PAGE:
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Formula 1

Ferrari challenges validity of FIA’s action on F1 bouncing

by Scott Mitchell-Malm
3 min read

Ferrari has told the FIA it does not consider new technical directives aimed at helping control the porpoising and bouncing of Formula 1 cars to be “applicable”.

Ahead of the Canadian Grand Prix weekend, the FIA informed teams it intends to set a limit for the vertical oscillations drivers can be subjected to.

It will force teams to alter their set-ups if they are found to be breaching that limit and the FIA is also exploring changes to the technical regulations for the future to reduce the potential for this phenomenon to occur, and to improve the ride quality in general.

Ferrari team boss Mattia Binotto said it is valid to consider technical changes to tackle the porpoising phenomenon, which Ferrari has been one of the worst affected by.

But Ferrari is not happy with how the FIA has gone about this so far, as it believes it is tantamount to a unilateral change of regulations.

“For us, that TD’s not applicable,” Binotto said when asked by The Race for Ferrari’s position on the issue.

“And it’s something we mentioned to the FIA.

“A TD is there to clarify regulations, or to address policing. It is not there to change the regulations. That’s [a matter of] governance.”

Even though the FIA can unilaterally implement changes on safety grounds, there is still a process to follow.

Binotto argued that the FIA should undertake a consultation with the Technical Advisory Committee, which is the forum in which potential rules changes can be tabled, before a new regulation is drafted and then put to the FIA World Motor Sport Council for formal approval.

In the end, while the FIA did begin a process of data gathering from all the cars throughout the practice sessions in Canada, there was no bouncing metric established for the race itself.

It was felt that the complexity of establishing that metric from all the data from the different cars was not going to be a quick job.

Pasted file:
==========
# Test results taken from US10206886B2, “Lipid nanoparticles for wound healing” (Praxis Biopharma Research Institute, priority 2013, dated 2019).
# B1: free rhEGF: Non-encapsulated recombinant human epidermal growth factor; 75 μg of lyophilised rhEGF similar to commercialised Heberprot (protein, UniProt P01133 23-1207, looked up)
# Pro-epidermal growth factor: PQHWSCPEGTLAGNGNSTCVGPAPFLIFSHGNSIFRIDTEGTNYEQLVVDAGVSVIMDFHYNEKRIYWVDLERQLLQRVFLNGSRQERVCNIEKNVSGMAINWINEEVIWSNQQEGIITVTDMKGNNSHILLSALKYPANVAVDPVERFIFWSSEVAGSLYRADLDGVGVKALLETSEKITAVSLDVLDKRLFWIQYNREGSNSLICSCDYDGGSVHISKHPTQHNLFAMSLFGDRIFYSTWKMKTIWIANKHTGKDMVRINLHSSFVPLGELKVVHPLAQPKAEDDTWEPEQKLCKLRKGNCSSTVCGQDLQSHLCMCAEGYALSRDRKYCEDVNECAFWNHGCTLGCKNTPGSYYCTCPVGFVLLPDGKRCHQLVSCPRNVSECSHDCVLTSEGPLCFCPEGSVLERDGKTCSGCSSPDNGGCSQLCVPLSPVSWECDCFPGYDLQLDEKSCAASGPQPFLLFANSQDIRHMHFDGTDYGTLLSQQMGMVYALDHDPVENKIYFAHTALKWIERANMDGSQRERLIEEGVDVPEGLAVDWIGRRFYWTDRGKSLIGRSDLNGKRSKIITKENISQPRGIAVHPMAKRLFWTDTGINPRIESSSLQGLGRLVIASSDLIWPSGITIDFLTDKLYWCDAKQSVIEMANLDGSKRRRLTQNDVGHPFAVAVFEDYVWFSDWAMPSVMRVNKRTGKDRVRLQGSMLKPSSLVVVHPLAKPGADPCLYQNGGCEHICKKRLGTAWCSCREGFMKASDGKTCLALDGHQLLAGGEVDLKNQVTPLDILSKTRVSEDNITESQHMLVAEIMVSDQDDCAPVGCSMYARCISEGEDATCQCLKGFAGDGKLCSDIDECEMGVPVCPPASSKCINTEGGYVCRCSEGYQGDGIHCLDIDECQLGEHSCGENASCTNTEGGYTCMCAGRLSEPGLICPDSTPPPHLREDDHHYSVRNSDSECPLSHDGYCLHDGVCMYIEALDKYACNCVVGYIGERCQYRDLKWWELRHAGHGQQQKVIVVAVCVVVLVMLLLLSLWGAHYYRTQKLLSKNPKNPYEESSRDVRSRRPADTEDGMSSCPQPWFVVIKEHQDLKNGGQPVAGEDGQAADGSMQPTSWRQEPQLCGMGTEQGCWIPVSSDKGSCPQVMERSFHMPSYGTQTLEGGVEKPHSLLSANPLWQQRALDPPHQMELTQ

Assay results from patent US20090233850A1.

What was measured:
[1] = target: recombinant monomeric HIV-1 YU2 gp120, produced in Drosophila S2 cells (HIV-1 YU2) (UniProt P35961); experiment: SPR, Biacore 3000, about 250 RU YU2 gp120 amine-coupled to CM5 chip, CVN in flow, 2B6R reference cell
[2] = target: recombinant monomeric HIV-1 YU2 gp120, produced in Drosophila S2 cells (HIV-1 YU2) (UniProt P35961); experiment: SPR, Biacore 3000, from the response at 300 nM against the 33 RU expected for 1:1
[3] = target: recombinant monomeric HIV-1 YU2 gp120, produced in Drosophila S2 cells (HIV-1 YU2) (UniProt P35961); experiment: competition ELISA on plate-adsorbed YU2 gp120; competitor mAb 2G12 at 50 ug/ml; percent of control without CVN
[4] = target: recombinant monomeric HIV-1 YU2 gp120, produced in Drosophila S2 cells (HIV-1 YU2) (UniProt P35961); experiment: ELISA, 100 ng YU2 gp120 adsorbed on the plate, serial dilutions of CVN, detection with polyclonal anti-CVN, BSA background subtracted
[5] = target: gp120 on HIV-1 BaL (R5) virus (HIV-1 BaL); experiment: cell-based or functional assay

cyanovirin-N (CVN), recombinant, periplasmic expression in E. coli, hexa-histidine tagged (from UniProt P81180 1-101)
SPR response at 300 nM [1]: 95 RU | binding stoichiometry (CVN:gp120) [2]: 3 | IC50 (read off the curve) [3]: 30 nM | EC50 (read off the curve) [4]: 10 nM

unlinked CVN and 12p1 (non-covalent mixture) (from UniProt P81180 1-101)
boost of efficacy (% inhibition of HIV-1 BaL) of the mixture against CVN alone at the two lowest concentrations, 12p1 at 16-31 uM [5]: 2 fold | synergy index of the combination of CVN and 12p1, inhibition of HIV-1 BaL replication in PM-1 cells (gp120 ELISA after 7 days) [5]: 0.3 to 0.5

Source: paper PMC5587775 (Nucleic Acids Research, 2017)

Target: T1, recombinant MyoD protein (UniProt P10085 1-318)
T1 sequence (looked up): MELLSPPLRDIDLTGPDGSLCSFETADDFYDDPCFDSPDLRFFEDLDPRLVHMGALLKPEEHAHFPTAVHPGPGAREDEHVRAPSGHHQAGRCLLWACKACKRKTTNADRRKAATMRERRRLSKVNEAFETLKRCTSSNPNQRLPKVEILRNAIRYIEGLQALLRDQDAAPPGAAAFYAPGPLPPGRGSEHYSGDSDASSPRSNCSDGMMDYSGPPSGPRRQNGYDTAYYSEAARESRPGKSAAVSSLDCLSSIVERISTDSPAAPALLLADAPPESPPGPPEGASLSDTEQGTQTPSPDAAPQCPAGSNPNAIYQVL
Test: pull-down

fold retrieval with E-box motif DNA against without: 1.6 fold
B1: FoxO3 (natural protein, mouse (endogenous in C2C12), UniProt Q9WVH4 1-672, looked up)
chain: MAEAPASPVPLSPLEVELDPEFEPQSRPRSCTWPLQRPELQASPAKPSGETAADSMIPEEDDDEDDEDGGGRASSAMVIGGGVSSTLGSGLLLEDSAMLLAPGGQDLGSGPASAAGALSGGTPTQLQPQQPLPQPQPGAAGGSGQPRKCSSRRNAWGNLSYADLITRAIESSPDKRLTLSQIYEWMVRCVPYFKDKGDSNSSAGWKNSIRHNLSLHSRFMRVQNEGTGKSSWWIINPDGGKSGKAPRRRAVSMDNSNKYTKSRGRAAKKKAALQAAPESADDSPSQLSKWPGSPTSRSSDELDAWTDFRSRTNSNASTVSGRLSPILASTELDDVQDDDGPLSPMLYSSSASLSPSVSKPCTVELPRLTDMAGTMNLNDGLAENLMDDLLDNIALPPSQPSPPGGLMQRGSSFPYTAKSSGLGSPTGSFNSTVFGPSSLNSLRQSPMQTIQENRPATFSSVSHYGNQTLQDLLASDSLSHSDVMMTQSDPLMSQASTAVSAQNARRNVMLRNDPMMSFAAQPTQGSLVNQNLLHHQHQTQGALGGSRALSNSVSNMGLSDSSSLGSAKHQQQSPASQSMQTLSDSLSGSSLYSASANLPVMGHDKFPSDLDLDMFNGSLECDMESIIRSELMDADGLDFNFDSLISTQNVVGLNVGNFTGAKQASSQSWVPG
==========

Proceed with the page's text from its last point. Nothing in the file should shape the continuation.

Motor Racing Formula One World Championship Canadian Grand Prix Race Day Montreal, Canada

The British Grand Prix is now being mooted as the likely implementation of the full directive.

Binotto said: “They [the instructions in the technical directive] have been issued by mistake.

“Part of it, the metric, has not been applied. And the extra brackets have been not fitted in any car for the weekend.

“So, a big noise for nothing.”

Binotto was partly referring to another element of the FIA’s technical directive in which it has permitted teams to add a second floor stay to try to help any struggling team stiffen its floors to help prevent porpoising.

Mercedes was the only team to trial this in Canada, much to the curiosity of rival teams – including Ferrari – which wondered how it could have readied a part so quickly given notice of the technical directive only came on Thursday.

The second stay appeared on George Russell’s car in first practice on Friday and Lewis Hamilton’s as well in FP2, and Mercedes said this was an attempt at responding to the FIA technical directive on-site.

Binotto was evidently sceptical about Mercedes’ claim, though.

“Toto says they did it overnight,” Binotto said of his Mercedes counterpart Toto Wolff.

“What I can say is that Ferrari would not be capable of doing it.

“No doubt I’m surprised that a team is so strong in doing that overnight.

“I can maybe only trust what he’s saying.”

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